The U.S. was battling World War I when the 1918 flu pandemic hit. Patriotism kept people working together to stop the spread of the virus. Alexander Navarro, who co-authored the JAMA Network study on local government response to the 1918 pandemic, noted to Education Week that it's difficult to apply the lessons of 1918 to today, when the partisan political process and declining trust in government have people questioning the judgment of public health officials.

Creating lessons around the broader takeaways from the 1918 pandemic, though, can help teach students how to scrutinize information, rely on science, and vet advice from medical and public health officials. Equipping students with the tools to keep themselves safe can save their lives.

Evaluate Social Media and Misinformation

Americans in 1918 didn't have the access to information that we do now. They trusted their leaders to provide them with accurate, helpful information and expert advice. Today, our students are inundated with misinformation, much of which propagates through social media.

One of the best ways to combat misinformation is to teach students how to process and analyze data and how to check and evaluate sources. What is the data really saying? What do the numbers mean? Is the source reliable and credible? Teaching students how to analyze information will help them come out of the crisis as better informed citizens.

Ensure That Backup Systems Are in Place

Backup online systems have long been in place in areas where schooling is frequently interrupted—such as New Hampshire, where blizzards can close schools for weeks. According to the Harvard Gazette, these backup systems made the transition to online instruction after school closures relatively seamless in those areas.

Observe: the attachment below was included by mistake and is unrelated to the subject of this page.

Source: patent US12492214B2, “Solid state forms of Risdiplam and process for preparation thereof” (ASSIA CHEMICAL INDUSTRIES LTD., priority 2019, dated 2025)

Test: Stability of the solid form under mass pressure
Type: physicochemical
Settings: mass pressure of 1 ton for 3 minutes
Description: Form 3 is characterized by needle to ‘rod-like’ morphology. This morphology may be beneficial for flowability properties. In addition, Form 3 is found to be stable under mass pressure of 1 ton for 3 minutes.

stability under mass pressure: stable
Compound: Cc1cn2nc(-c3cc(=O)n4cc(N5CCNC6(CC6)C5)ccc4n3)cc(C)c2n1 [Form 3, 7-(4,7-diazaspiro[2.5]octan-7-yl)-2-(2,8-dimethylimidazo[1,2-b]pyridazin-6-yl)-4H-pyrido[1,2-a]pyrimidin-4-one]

Most school systems, however, weren't prepared for the shutdown. Schools need to design and develop new, permanent systems that meet the needs that have been exposed by the current crisis. During this emergency, we've all learned a great deal about delivering online instruction; future professional development should focus on further developing these skills.

Recognize and Address Long-Lasting Effects

In American Pandemic: The Lost World of the 1918 Influenza Epidemic, Nancy Bristow notes that although the pandemic disrupted the "most basic patterns of American life," it didn't cause long-term social or cultural change. Instead, it "reinforced the status quo and the differences and disparities that defined American life." For many Americans, the trauma never ended, and the losses profoundly affected survivors for the rest of their lives.

In some areas, school closures will exacerbate the achievement gap. Teachers will need to focus on teaching the content standards critical for ensuring student success at the next grade level, and they'll need to work toward increasing student engagement while focusing on addressing fundamental needs. We must continue to address the educational inequities that exist in our country and help students who need it the most.

Further Reading: 5 REALISTIC Ways for Teachers to Get Healthier This Year

There's still much we can learn from the 1918 influenza pandemic. Going forward, we will need to be both proactive and reactive.